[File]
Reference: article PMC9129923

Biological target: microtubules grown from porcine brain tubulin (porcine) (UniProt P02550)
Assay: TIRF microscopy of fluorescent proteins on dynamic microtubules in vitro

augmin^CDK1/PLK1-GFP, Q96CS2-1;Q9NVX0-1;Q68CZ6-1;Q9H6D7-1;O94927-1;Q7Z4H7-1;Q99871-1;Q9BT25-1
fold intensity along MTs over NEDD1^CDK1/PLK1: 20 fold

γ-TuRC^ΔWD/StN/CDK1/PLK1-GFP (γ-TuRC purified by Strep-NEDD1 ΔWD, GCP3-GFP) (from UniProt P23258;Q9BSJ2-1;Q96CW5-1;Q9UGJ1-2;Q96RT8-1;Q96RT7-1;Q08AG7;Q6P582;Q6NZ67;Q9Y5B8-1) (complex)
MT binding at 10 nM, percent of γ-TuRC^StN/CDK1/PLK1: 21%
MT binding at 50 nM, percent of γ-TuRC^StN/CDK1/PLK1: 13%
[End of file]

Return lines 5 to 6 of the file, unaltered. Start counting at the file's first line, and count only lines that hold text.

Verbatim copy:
fold intensity along MTs over NEDD1^CDK1/PLK1: 20 fold

γ-TuRC^ΔWD/StN/CDK1/PLK1-GFP (γ-TuRC purified by Strep-NEDD1 ΔWD, GCP3-GFP) (from UniProt P23258;Q9BSJ2-1;Q96CW5-1;Q9UGJ1-2;Q96RT8-1;Q96RT7-1;Q08AG7;Q6P582;Q6NZ67;Q9Y5B8-1) (complex)